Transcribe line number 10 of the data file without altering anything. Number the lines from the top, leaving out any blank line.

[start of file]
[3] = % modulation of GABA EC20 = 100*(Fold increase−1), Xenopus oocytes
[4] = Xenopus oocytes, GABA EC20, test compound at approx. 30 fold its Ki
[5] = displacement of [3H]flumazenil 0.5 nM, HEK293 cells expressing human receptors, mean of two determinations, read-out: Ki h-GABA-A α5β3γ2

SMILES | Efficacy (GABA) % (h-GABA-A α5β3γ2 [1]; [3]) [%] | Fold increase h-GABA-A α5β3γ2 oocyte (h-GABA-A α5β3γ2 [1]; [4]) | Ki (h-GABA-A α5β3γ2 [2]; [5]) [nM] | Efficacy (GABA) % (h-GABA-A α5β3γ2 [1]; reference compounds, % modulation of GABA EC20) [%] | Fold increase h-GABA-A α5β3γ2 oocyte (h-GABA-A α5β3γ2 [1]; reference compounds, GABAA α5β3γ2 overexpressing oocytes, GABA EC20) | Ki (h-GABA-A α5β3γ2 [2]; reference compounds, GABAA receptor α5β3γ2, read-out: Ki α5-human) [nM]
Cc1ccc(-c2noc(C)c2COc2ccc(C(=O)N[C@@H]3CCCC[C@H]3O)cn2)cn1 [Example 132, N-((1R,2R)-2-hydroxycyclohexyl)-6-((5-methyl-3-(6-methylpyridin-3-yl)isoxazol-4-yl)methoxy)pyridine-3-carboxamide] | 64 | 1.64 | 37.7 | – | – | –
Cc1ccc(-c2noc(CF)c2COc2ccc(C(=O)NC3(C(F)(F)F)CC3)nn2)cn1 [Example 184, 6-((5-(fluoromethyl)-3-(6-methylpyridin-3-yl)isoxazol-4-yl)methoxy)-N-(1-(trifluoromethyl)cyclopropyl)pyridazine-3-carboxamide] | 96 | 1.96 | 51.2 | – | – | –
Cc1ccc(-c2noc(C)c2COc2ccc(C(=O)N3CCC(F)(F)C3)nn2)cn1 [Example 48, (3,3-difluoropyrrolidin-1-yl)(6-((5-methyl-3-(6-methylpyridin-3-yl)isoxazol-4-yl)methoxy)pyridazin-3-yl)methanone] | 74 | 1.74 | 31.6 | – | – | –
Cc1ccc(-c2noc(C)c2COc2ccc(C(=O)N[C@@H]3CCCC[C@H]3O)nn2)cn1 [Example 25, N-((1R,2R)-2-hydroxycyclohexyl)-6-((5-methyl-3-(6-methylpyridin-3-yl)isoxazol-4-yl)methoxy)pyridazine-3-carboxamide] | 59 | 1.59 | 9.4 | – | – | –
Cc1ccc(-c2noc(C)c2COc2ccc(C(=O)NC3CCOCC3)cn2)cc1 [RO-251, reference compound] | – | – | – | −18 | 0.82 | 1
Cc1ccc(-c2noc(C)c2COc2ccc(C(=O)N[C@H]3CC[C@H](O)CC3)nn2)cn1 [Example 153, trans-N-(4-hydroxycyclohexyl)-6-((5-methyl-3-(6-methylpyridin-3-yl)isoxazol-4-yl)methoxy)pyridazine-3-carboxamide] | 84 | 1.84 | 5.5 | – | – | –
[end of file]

Cc1ccc(-c2noc(C)c2COc2ccc(C(=O)N[C@H]3CC[C@H](O)CC3)nn2)cn1 [Example 153, trans-N-(4-hydroxycyclohexyl)-6-((5-methyl-3-(6-methylpyridin-3-yl)isoxazol-4-yl)methoxy)pyridazine-3-carboxamide] | 84 | 1.84 | 5.5 | – | – | –